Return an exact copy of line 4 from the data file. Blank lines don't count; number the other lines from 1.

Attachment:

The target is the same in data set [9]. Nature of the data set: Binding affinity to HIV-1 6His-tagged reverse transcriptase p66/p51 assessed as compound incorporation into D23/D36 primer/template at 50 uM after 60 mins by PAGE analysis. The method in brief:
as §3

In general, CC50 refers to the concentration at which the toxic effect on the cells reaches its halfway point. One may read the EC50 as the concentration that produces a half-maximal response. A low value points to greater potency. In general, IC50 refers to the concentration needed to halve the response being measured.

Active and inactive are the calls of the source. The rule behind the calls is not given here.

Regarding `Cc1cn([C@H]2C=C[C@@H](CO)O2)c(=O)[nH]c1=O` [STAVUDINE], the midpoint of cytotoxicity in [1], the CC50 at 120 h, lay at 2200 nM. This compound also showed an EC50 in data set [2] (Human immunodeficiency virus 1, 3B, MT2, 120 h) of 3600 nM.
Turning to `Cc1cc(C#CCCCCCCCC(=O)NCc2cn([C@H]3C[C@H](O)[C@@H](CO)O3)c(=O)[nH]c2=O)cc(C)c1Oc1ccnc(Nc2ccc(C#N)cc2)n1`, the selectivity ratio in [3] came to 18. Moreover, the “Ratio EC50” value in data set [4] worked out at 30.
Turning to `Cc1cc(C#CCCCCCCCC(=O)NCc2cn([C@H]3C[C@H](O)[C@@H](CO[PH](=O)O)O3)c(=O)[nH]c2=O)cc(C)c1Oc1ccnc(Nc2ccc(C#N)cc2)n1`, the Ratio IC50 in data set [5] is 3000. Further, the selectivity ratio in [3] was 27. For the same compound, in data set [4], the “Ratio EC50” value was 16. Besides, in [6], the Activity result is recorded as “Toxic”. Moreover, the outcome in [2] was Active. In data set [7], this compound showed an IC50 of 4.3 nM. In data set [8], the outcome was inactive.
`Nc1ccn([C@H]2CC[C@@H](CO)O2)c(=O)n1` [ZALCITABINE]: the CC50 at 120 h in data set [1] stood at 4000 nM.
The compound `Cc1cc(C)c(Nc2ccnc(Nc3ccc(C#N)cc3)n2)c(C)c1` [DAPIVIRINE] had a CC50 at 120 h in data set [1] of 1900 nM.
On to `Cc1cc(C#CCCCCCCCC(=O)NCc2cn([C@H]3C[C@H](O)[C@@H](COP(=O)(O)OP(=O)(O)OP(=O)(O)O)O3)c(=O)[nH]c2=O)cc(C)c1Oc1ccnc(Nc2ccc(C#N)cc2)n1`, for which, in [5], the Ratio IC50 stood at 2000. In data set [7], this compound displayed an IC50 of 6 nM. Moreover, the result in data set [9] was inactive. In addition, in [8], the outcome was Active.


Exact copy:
Active and inactive are the calls of the source. The rule behind the calls is not given here.